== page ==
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THE MCVEIGH VERDICT

Suspicion Pervades Militia Reaction to Verdict

Trial: Numerous theories surround Oklahoma City bombing, many implicating the U.S. government. 'The American people can see half-truths,' one leader says.

June 03, 1997|JUDY PASTERNAK | TIMES STAFF WRITER

EGELSTON TOWNSHIP, Mich. — Behind the American flag and the Michigan flag flying on separate poles, behind the two outside dogs and the two inside dogs straining at their leashes, the proprietor of LJ Guns, who is also the state commander of the Michigan Militia, leaned back to puff on a tapered Swisher Sweet.

Lynn Jon Van Huizen was not surprised by the Timothy J. McVeigh verdict on Monday. Cigar notwithstanding, he was also far from serene.

Van Huizen figures that the seven men and five women who spent nearly 24 hours weighing the case against McVeigh concluded correctly that the young Gulf War veteran probably bombed the Murrah Federal Building in Oklahoma City more than two years ago. "I think," said Van Huizen, "he was definitely involved."

But he also figures that the American people have not been told the entire story behind the worst terrorist act on this country's soil. And he's not certain they ever will be.

"We need something new and different," Van Huizen said. "We need the whole truth and nothing but the truth."

As the leader of the militia group fingered early on--falsely, he insists--of fomenting the bombing plot, Van Huizen knows something about the danger of rumors. He remembers how the media and even President Clinton talked about his group in the days just after the bombing, as federal agents raided the farm on the other side of the state where McVeigh spent a summer with his friends, the Nichols brothers. Yes, they may have gone to a militia meeting, he says.

And he remembers how Norm Olsen, his predecessor as commander, was deposed for telling everyone he could that the Japanese government bombed the Murrah building--in retaliation for the United States poisoning the Tokyo subway.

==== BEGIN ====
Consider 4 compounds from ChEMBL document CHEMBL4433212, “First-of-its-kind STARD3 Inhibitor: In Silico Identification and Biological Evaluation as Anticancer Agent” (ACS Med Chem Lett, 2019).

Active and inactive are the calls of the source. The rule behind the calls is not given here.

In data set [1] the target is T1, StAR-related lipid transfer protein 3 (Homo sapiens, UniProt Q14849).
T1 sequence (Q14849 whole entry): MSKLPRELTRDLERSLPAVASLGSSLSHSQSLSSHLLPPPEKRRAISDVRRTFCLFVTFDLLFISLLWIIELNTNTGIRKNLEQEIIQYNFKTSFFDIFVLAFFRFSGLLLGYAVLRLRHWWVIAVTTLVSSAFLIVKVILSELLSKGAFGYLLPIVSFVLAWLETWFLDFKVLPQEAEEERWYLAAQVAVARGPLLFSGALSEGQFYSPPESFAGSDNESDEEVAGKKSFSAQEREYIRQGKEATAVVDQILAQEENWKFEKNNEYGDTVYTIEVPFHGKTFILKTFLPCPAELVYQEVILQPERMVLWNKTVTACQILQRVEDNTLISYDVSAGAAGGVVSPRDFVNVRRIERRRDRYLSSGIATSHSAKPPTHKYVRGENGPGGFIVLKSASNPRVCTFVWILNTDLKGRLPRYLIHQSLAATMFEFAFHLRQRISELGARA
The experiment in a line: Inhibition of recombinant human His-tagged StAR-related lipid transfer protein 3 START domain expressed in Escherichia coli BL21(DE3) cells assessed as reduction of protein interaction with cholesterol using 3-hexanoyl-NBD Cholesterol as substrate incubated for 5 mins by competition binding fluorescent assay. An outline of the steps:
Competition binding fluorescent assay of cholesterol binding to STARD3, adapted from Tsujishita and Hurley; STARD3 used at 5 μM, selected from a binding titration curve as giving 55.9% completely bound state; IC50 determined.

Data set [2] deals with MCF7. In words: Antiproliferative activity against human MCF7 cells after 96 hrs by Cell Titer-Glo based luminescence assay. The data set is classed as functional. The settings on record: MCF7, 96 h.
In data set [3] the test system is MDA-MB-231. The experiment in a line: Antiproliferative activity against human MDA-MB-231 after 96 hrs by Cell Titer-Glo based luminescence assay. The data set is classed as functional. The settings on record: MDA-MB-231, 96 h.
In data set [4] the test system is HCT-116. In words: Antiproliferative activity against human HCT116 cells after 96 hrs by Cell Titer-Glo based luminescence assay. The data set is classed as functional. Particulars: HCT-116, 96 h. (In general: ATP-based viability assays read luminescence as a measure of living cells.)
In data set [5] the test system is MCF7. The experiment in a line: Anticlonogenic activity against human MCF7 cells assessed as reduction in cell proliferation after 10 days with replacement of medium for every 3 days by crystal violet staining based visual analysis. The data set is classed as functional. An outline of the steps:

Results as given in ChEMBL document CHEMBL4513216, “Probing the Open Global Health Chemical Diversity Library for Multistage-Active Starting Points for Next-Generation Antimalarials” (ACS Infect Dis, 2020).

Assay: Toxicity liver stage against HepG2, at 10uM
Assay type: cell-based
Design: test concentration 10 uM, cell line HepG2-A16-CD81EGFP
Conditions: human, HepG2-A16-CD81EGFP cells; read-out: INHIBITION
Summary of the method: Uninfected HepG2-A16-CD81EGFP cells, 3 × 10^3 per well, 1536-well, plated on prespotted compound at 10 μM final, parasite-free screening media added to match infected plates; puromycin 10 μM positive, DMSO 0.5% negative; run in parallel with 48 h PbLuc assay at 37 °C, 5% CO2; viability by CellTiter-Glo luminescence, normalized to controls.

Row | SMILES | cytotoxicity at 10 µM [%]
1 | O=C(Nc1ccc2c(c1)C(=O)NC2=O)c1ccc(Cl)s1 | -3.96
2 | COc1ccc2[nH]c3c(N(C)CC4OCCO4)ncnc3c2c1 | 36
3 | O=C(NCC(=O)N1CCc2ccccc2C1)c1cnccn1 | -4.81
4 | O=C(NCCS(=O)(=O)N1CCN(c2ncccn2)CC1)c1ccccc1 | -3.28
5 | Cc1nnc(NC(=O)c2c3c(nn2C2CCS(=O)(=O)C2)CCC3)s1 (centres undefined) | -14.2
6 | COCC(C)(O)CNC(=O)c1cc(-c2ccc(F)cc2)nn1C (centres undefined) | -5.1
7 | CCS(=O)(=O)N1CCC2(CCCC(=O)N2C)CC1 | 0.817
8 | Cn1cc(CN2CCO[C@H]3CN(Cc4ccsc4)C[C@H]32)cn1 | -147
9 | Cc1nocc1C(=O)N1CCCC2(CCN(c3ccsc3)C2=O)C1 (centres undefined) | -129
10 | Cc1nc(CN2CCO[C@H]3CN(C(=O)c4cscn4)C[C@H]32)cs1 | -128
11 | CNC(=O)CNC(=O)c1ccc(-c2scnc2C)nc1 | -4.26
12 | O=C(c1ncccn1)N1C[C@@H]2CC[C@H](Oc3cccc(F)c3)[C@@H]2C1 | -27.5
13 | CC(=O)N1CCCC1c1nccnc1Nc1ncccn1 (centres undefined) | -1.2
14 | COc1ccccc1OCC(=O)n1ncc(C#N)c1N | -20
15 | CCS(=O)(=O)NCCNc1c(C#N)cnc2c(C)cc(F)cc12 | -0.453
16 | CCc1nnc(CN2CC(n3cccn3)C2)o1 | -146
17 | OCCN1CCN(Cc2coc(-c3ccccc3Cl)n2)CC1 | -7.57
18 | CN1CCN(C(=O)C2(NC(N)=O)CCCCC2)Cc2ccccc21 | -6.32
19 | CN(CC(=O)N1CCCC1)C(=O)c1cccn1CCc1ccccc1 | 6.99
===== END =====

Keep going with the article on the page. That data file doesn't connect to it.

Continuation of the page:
Yes, Van Huizen has seen gossip sting.

So, he said, he tries to be cautious in passing information along about the bombing. "We get little tidbits here and there," he said. "But a lot of stuff you can't confirm."

What he had hoped was that the Denver courtroom where McVeigh stood trial would be the forum where both sides could pan for truth, unearthing nuggets that would explain away the lingering questions.

So, why, he wondered from behind the counter on a deep-blue country evening, why did Judge Richard P. Matsch prevent McVeigh's defense from putting on the stand a Bureau of Alcohol, Tobacco and Firearms informant who was prepared to testify that she'd heard others, who may or may not have known McVeigh, scheming to blow up federal buildings? What about claims that there was more than one explosion at the Murrah building on April 19, 1995?

"That judge ruled 75% of the evidence inadmissible," Van Huizen said. "That threw me. How are we going to find out the rest of the story?"

Internet traffic in militia chat groups, a favorite method of communication, mirrored Van Huizen's concern during the trial's waning days and the jury's deliberations. Mistrust and suspicion of the federal government is so great that a common thread ran through the voices of moderation and the most lathered rants. Everyone wanted to know: What is the scam? What is the secret we will never be told?

No one was satisfied with the story that Tim McVeigh and Terry Nichols simply grew very angry with the system, especially after the fiery Branch Davidian deaths near Waco, Texas, and together built a bomb in a truck that would take 168 lives and injure 500 more.

"There are other possibilities that are not being explored because of the rules of this trial," read a post to the talk.politics.guns Internet group, where 13% of the messages include the word "militia."

"McVeigh might have driven the truck thinking it contained furniture. He might have been on the BATF payroll, not knowing that he was the selected patsy . . . I would love to hear his version but I'll probably sooner hear from Oswald's assassin Ruby," said one.

"The whole system is fixed," wrote another. "The judiciary in this country is so corrupt that it is unbelievable. McVeigh may be guilty, but he sure has a right to a fair trial."

A few heralded McVeigh as a martyr to the "patriot movement" cause. "Is McVeigh a Jesus who'll die for our sins?" one posting in the misc.activism.militia group asked. "Tim McVeigh is YOU," another announced.

Many of the messagers objected to such statements. "Some contributors to this board have said things about the U.S. government to the point of even declaring war on the U.S. and seem to be none the worse for it," responded one. "McVeigh's different. He acted on his hatred."

But there was no wholehearted defense in militia cyberspace for federal authorities. As families of the bombing's victims and survivors of the day the building flew apart grew tense, wondering aloud if the jury could possibly deadlock or even acquit McVeigh, the militia Net talk turned to the possibility that the government was planning to let the defendant off the hook.

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